The Atlantic School of Theology takes into account the abuse at the residential schools in Canada in its curriculum. (Photo: Bianca Müller)

Atlantic School of Theology teaches history of abuse at Indian residential schools

Lessons from the residential school abuse in Canada are taken into account.

A professor at the Atlantic School of Theology in Halifax says the sexual abuse that happened at Indian residential schools in Canada has become an example to educate students being trained to deal with former survivors of abuse.

"More awareness is needed in addressing these issues," Rev. Laurence DeWolfe said in an interview on Thursday.

"This was an example of what happens when an institution becomes more concerned about its own foundation than its purpose to others. It is a human failing," he said.

"Every denomination has a policy regarding training members to deal with sexual abuse allegations," Rev. DeWolfe explained.

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Aboriginal Canadian children were physically and sexually abused by priests and nuns for over a century. (Photo: Collections Canada)

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He emphasized these cases of abuse had more to do with power, not sex, and those who abuse others are "deeply sick."

The residential school settlement was reached in 2005 between former students, the federal government and the various church denominations that ran the institutions. Forced assimilation and rampant abuse had occurred as Aboriginal children were taken from their families and force to live in these schools. Prime Minister Stephen Harper apologized on behalf of the federal government to Aboriginal people in 2008 before Parliament. The United Church did so too in the 1980s. The Catholic Church has not officially apologized.

A part of that settlement included the establishment of the Winnipeg-based Truth and Reconciliation Commission. The TRC held its third National Event in Halifax in late October. Former students publicly appeared before the commissioners to tell their stories of abuse while they attended residential schools.

Dying a slow death

Alan Knockwood says he endured physical abuse by the priests and nuns who were "mean, big people" and witnessed other children being sexual abused by maintenance staff during his time at the Shubenacadie Indian Residential School from 1960 to 1964.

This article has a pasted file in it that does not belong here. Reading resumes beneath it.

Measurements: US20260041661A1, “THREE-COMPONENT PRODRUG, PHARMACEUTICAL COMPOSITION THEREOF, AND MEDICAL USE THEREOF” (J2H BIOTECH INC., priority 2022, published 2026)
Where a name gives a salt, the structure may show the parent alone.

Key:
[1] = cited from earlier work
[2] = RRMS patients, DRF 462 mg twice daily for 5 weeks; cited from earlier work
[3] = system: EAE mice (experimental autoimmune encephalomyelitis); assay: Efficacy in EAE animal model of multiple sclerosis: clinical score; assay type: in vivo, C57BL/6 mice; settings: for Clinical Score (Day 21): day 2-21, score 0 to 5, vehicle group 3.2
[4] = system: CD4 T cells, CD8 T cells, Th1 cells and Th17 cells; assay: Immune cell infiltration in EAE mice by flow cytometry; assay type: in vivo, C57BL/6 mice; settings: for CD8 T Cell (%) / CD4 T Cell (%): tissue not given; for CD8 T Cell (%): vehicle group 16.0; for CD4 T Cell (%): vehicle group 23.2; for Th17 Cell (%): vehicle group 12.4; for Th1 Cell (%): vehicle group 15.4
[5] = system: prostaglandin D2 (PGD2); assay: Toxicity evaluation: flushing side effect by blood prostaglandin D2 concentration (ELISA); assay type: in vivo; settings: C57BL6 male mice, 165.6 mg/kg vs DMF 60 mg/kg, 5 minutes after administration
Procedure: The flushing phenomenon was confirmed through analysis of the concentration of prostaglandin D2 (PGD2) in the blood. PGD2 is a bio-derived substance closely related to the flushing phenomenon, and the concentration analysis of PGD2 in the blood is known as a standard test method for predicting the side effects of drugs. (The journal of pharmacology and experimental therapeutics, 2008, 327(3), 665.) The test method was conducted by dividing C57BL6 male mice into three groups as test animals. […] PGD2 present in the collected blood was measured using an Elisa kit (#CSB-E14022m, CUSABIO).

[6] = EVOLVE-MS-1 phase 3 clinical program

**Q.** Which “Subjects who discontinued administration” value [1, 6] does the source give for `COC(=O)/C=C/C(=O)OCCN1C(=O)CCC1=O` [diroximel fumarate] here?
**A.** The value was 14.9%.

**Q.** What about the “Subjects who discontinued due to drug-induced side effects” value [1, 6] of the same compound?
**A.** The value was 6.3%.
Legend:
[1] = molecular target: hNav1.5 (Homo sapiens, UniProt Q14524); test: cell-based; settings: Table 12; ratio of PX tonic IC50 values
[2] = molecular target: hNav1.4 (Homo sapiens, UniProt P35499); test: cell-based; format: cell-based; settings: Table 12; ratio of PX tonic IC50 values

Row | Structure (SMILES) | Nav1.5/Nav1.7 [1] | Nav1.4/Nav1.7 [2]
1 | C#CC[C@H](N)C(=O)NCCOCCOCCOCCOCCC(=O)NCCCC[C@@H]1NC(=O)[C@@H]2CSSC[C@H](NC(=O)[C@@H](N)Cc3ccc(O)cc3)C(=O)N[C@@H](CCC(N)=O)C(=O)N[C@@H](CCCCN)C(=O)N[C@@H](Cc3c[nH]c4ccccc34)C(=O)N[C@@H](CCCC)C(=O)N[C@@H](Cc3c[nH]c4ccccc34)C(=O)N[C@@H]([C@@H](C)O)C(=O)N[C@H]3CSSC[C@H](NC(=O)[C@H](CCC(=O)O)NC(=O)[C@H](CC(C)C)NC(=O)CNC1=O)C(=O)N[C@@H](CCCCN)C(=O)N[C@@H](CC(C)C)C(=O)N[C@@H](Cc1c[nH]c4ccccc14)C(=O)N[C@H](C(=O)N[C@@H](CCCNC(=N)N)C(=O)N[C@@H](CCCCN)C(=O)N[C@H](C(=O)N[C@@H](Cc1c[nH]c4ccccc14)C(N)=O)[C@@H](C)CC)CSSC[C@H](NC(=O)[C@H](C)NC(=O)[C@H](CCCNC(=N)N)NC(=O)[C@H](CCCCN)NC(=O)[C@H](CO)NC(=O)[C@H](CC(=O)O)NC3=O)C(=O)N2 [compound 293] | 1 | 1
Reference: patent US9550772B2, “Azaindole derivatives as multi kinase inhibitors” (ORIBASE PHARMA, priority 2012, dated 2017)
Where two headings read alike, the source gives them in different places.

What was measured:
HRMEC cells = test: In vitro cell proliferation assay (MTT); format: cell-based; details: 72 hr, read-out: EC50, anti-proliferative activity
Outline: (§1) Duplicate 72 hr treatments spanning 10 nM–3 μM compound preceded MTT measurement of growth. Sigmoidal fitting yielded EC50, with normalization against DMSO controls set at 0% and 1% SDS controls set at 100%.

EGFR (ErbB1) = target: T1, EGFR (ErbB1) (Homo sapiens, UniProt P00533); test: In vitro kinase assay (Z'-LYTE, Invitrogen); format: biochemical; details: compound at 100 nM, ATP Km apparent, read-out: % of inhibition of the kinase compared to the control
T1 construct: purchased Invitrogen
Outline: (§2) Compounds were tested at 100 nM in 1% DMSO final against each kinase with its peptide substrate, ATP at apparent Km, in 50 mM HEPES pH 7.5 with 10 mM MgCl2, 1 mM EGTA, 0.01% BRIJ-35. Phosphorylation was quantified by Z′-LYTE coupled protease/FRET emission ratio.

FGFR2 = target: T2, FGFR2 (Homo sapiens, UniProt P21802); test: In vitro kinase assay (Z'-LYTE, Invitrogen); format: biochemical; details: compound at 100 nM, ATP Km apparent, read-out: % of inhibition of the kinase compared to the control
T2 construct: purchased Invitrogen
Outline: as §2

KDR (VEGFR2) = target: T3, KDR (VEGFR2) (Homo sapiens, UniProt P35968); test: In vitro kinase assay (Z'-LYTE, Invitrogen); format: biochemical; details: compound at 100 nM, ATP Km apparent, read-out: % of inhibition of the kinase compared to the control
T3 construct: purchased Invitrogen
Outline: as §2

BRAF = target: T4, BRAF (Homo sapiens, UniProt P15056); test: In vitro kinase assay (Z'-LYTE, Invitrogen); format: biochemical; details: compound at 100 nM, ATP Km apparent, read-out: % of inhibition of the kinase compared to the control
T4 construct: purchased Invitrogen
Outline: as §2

"I was snatched from my home. When you're a child, you need love and comfort," he said over the phone, at home in Indian Brook First Nation, N.S.

Knockwood says he wants people to remember and to keep in mind this is about the physical, sexual and mental abuse of children.

Dorene Bernard, another former student of the Shubenacadie Indian Residential School, believes the AST should also bring in residential school survivors to speak on the abuse they suffered as part of the institution's teaching curriculum on sexual abuse.

According to Bernard, the survivors are "dying a slow death."

She said both nuns and priests physically and sexually abused both boys and girls. "Students were even abusing each other," she said.

How to be a citizen

Liability is a main concern for religious institutions, especially in light of the Catholic Church's sex abuse crimes that have spanned the globe and the last several decades, according to DeWolfe.

Kevin Cox, a third-year Master's student in United Church ministry at the Atlantic School of Theology, said, "The school has done remarkably well in taking curriculum from the Truth and Reconciliation Commission for the classes on ethics in sexuality and ethics in Christianity and for the class on justice in the Old Testament."

He also said, "The church law course should be mandatory, because you learn how to be a citizen, particularly in sex abuse cases."

Rev. DeWolfe noted that the Atlantic School of Theology has pastoral and sexual ethics courses, dealing with those in authority and with the definition of personal boundaries.

In addition, AST also has its own volunteer sex abuse officer who is there if there are any allegations of sexual abuse at the school.

DeWolfe said that the faculty has not called the officer in the 12 years that he has been there.

Comments on this story are now closed

There is more to the story of the residential schools than tales of abuse and cultural genocide. The morality and ethics that lay behind the dedication of many staff members at the schools should also be explored. As a non-aboriginal who attended an Indian residential school for six years, and who saw first-hand the care and affection with which the children were treated, I am disappointed that all one sees or hears in the media about the schools is negative.

Posted by Mark DeWolf | Nov 17, 2021

If AST is interested in providing its students with a more rounded view of what went on in residential schools, I'd be happy to come in and talk about what it was like to be the son of a Principal of one such school, and to have attended that residential school with First Nations children for six years. My Dad was an Anglican minister who was respected and even loved by the Blackfoot whom he served.

Posted by Mark DeWolf | Nov 16, 2021

Excellent job

Posted by Sinbad | Nov 11, 2021